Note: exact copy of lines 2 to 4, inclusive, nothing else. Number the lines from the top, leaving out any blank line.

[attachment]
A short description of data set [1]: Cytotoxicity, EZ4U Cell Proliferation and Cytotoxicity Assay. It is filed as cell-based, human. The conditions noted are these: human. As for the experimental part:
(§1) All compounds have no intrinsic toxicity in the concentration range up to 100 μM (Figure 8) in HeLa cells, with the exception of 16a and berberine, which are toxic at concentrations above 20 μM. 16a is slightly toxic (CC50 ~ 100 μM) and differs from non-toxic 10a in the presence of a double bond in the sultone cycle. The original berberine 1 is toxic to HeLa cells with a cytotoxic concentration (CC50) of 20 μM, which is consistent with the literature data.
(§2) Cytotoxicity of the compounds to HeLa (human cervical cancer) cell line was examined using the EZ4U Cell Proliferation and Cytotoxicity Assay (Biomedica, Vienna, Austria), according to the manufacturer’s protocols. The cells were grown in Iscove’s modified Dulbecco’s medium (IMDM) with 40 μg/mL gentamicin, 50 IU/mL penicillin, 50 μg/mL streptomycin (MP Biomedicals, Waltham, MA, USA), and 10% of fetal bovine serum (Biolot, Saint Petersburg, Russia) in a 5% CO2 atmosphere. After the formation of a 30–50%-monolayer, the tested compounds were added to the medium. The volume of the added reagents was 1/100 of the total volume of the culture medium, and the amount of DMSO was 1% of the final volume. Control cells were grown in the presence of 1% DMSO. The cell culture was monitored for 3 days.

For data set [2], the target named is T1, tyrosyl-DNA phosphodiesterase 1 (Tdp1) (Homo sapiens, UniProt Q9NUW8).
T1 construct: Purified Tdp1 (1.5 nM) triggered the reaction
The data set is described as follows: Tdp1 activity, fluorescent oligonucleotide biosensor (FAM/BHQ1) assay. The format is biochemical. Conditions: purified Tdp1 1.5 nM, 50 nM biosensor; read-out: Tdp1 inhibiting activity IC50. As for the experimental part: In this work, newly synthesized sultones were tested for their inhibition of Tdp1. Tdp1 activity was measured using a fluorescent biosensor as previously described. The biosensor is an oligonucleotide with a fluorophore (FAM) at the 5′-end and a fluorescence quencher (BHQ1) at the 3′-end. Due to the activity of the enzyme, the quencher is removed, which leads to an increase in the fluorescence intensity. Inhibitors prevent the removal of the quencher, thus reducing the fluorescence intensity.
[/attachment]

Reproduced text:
(§1) All compounds have no intrinsic toxicity in the concentration range up to 100 μM (Figure 8) in HeLa cells, with the exception of 16a and berberine, which are toxic at concentrations above 20 μM. 16a is slightly toxic (CC50 ~ 100 μM) and differs from non-toxic 10a in the presence of a double bond in the sultone cycle. The original berberine 1 is toxic to HeLa cells with a cytotoxic concentration (CC50) of 20 μM, which is consistent with the literature data.
(§2) Cytotoxicity of the compounds to HeLa (human cervical cancer) cell line was examined using the EZ4U Cell Proliferation and Cytotoxicity Assay (Biomedica, Vienna, Austria), according to the manufacturer’s protocols. The cells were grown in Iscove’s modified Dulbecco’s medium (IMDM) with 40 μg/mL gentamicin, 50 IU/mL penicillin, 50 μg/mL streptomycin (MP Biomedicals, Waltham, MA, USA), and 10% of fetal bovine serum (Biolot, Saint Petersburg, Russia) in a 5% CO2 atmosphere. After the formation of a 30–50%-monolayer, the tested compounds were added to the medium. The volume of the added reagents was 1/100 of the total volume of the culture medium, and the amount of DMSO was 1% of the final volume. Control cells were grown in the presence of 1% DMSO. The cell culture was monitored for 3 days.

For data set [2], the target named is T1, tyrosyl-DNA phosphodiesterase 1 (Tdp1) (Homo sapiens, UniProt Q9NUW8).